In 1942 Headcorn Airfield was requisitioned by the Airfields Board. It was named RAF Lashenden in an attempt to confuse the enemy. Flying started in 1943. It became a prototype for the temporary Advanced Landing Ground airfields that were built in France after D-Day, when the need for advanced landing fields became urgent as the Allied forces moved east across France and Germany. RAF Lashenden was used by the Royal Air Force, Royal Canadian Air Force and United States Army Air Forces before closing in September 1945.
With the Americans having left, farming resumed in 1945 but this was not the end of the land’s association with aircraft. In the late 1960s, the landowners started using part of the former wartime east-west runway site adjacent to the A274, for private flying. A grass airstrip was built with a grass parking area for light aircraft. This led to the formation of Weald Air Services Limited, a small charter company, and later a flying school was set up and the airfield became a busy centre for light flying in the area.
The airfield is host to Headcorn Parachute Club, the only skydiving club in Kent. The club operates a Cessna Caravan and regularly flies to altitudes between 10,000 and 12,000 ft (3,000 and 3,700 m). The club offers introductory training (tandem, static line free fall parachuting). A small museum of aviation relics was established on the site in the form of the Lashenden Air Warfare Museum.
This takes us up to the present and when AROCKES attended one of the classic car shows there. The weather forecast was not favorable (to biblical Old Testament proportions!) and John Third takes up the story…
… On Sunday, 25th July, Noah was putting the finishing touches to his Ark as the stalwarts of AROCKES vectored down to the Weald of Kent hotel and golf club somewhat South of Maidstone yet comfortably distant from the biblical storms predicted for the Red Sea of Headcorn aerodrome. We scrambled and cruised down to Headcorn in search of action.
The weather forecast had deterred many of our pilots and one, who should really remain nameless, turned out in his wife’s non-Alfa. Oh! The shame, AOC Nuburry parked his borrowed kite somewhere where it could not cause embarrassment. Whoops that named slipped out by accident! There were others too.
Cloud cover was ten tenths and at far too few angels, three or four at most. The somewhat depleted squadron assembled just off the runway. We were treated to the AOC, kitted out in clobber more suited to an aircraft fitter than a flying officer “prune”, he was ‘binding’ insatiably about the weather forecast. So we hung around at dispersal waiting for something to happen.
A Spit was scrambled only a few yards away and we enjoyed a brief fly-past by an intrepid trio of biplanes.
The Alfa best suited for the day was Adrian Fielding’s Q4 Stelvio which retained that superior “I can get you out of this field no matter what” stance.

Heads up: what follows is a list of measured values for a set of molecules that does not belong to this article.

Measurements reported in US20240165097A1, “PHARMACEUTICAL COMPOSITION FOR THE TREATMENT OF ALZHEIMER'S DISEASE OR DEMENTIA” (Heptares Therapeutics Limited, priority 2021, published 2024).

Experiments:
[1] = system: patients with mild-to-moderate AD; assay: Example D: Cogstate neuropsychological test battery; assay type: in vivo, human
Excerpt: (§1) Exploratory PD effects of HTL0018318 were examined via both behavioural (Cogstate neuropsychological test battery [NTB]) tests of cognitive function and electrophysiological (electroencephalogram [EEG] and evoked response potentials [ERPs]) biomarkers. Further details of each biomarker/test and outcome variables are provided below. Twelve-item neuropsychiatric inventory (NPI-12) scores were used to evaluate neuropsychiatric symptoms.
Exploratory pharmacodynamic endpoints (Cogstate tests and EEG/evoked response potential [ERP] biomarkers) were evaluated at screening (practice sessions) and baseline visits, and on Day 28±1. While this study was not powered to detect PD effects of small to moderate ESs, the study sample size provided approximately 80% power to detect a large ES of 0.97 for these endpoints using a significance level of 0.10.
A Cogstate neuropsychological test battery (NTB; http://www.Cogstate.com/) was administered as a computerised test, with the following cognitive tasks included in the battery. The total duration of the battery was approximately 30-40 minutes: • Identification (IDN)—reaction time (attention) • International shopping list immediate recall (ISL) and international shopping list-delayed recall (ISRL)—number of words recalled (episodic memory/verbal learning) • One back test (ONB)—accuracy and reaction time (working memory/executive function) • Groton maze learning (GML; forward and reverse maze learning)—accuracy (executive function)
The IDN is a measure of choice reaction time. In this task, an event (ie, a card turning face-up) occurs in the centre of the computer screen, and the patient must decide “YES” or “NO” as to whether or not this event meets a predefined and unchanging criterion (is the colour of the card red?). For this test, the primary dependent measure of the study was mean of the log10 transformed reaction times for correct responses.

The Headcorn aviators excelled with a Stearman biplane seemingly designed to carry young ladies aloft strapped to a frame on the upper wing. Now, in the prevailing conditions, you would be forgiven for supposing that this was an offering to the Gods to keep the weather under control. We watched as they soared through the skies defying the stormy clouds.
There were other cars there too. The Luftwaffe turned up in the shape of a 911L Porsche with Grahame Duplock at the joy stick. His GTV was having its prop shaft refitted we were told. How had he managed to unship it I thought.
I found a Nissan with more than enough carburettors for its own good on display. Now in WW2 Nissan produced military vehicles for the Imperial Japanese military. Of course none of our intrepid group turned up in a Nissan … whoops, done it again! …sorry Graeme (Andrews).
It was the Mitsubishi Corporation who produced Japan’s most successful WW2 aircraft, the A6M “Zero”. While, over on the other side of the world the Regia Aeronautica’s most successful fighter plane was the “Folgore” powered by a Daimler-Benz DB 601A engine made, from 1939 onwards, in Milan and under license by Alfa Romeo. The Alfa version was the 1000RC.41-1 Monsone. This rather suggests that Alfa management were well advanced at building success upon someone else’s engine block long before modern cars came along with their shared technologies.
This, strangely enough, leads me to the English word ‘monsoon’ (Italian: monsone).
Now Air Commode Nuburry had been predicting thunder, lighting, fire, brimstone, and biblical floods since his arrival in mess undress that morning. Well, I admit that I pooh-poohed his predictions and in defiance sauntered off to the aviation museum in my shirt sleeves. It is a fascinating place if you are “into aircraft fragments” and in which of the Kentish fields they were found. When I emerged the heavens opened.
It was close to biblical, as predicted by our Air Commodore, but I am pleased to say no Alfas were trapped. The towage services of the Stelvio were not needed and despite the huge amounts of power on offer the Breras slipped their moorings without undue event. I do not have the optional rowlocks fitted to my 916 Spider but had no difficulty navigating down the river channel to the road. It is strange how the British insist on keeping to the port side of the navigable channel I was thinking.
It was, despite the intervention from the skies, a most enjoyable Sunday morning. Even the Red Baron dropped by!
Next on the agenda for the 1st of August is the Magical Mystery Driveout and the Section display at the Kent and East Sussex Railway at Tenterden in Kent from 1230 which the public are welcome to view our vehicles and AROC Alfas are invited to join us all in the display…